Update from the sidelines - featuring the letter "P"


I wanted to give an update from the Corbin Camp. It's been two weeks since my last post and a lot (ok, not too much) has happened since then. 

I am well over the hump (I hope!) towards returning to being a complete triathlete. My official count down is on until I can start back to all three sports. 

A few words in particular have been going through my mind the past 6 weeks: pain, persistence, poise, positivity, patience, pissed, progress. I thought I'd give a brief insight into my time in the injury sin-bin thus far. I am sure many of you can relate. 

1. Poked & prodded, pity-party, perspective + pain

This was stage one of being put into the injury sin-bin. In early May I came up with soreness in my left hip flexor. I put up with a fair amount of being Poked & Prodded trying to find answers. Finding out what is going on inside of your body is harder than you think. Two MRI's, four sets of x-rays, three physios, two doctors, advil, crutches, and some tears later I had answers. Finding out you're injured straight up sucks. Nobody wants to be here, and every time I am here, I swear to myself, never, ever, ever again will I put myself in this position. For two weeks I threw a pretty big Pity-Party. I went through the daily motions of living, but let's be honest, I had a giant pit in my stomach. This felt like a bad break up with the (second) love of my life. Injury is lonesome & isolating. I felt as if I was in a dark injury cave and left feeling all alone. Nobody could possibly relate to this feeling, nobody has walked a mile in my shoes. The world was pretty much ending :). All I did was think of what could have, should have, would have and what I currently didn't have. Sport is engrained in my life. It is who I am. I think it's totally normal to have this emotional suck and feelings of being let down. It's ugly and not fun - but it also provides growth & Perspective. I went from completing x2 Ironman builds and reaching peak fitness levels (being unable to start either race), to not being able to stand on my left leg to put on a pair of shorts. Talk about the ultimate reminder to not take good health for granted.  I also was in a fair amount of Pain early on. I remember longing to just feel like a normal person: wanting to walk across the parking lot without a limp, wanting to run upstairs to grab the laundry & not think twice, or being able to go to a summer BBQ and stand on my feet. At night I would lay in bed hoping a bad gremlin would come in the night and cut my leg off and that the Fairy-Godmother would magically replace it with a healthy one. None of that happened, what I needed was some positivity & patience (time).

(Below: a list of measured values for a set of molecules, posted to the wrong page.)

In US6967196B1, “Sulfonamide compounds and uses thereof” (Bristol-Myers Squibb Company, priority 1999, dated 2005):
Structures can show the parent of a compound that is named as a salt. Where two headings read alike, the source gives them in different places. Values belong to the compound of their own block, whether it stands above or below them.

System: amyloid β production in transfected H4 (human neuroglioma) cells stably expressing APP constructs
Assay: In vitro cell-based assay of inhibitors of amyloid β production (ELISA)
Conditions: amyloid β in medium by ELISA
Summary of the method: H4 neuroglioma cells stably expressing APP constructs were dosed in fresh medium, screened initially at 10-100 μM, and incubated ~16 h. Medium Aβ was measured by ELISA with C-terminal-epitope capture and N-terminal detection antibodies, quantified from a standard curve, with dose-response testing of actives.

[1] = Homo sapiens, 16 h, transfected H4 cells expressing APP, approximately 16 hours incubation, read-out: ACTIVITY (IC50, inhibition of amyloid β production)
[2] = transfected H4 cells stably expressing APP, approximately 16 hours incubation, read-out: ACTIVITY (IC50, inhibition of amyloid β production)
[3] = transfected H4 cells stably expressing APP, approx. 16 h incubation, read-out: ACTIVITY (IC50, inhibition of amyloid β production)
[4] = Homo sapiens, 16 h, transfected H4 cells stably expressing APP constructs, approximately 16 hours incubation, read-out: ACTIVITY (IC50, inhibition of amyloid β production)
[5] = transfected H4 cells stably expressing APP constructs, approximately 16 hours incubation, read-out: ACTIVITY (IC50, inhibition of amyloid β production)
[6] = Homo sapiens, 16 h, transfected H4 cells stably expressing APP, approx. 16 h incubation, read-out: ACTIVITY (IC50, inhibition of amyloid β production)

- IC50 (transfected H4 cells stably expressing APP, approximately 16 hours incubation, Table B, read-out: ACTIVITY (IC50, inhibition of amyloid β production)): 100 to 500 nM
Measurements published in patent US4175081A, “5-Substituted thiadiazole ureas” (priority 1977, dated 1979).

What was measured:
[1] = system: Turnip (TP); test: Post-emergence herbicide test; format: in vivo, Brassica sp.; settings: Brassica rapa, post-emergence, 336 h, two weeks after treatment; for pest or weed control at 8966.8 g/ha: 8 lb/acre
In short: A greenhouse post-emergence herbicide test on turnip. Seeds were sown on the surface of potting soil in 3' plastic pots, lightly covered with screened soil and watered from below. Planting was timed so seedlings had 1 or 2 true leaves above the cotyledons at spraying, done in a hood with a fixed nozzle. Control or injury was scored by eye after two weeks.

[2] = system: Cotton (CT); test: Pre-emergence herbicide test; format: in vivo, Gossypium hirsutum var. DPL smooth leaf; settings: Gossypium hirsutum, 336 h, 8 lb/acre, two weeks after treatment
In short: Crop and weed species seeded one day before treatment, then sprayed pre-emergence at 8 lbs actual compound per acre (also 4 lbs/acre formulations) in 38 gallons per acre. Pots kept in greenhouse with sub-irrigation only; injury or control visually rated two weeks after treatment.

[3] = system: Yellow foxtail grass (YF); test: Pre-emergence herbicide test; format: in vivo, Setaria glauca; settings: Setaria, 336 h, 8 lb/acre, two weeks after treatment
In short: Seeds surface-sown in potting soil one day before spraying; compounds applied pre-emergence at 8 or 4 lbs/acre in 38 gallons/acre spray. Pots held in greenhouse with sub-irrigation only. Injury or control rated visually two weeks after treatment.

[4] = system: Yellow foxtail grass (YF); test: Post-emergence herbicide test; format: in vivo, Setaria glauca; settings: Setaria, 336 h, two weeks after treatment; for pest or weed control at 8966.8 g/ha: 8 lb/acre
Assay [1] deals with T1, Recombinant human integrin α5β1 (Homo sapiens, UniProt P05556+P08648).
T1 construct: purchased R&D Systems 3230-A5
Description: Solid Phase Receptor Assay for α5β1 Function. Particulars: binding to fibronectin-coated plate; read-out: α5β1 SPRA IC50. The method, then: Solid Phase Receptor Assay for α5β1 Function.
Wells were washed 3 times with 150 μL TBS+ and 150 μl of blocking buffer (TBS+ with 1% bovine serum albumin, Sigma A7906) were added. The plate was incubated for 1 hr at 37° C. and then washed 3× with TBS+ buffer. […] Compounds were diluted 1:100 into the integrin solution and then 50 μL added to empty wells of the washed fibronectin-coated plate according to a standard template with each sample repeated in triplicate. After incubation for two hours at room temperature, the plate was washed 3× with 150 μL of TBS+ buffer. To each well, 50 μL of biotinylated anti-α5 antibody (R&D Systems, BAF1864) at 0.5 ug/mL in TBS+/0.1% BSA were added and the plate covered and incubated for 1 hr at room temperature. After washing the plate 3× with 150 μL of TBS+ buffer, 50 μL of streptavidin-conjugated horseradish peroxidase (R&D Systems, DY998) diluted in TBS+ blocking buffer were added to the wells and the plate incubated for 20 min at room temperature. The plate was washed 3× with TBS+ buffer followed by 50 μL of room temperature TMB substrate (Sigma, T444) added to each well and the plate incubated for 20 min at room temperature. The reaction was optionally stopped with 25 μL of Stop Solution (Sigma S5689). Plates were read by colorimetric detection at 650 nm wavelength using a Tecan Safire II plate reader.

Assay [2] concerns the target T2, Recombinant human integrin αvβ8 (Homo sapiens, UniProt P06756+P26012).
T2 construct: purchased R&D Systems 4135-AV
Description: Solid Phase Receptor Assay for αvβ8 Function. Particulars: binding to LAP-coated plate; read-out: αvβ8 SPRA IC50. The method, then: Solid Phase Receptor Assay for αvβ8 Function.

2. Positivity, pool + patience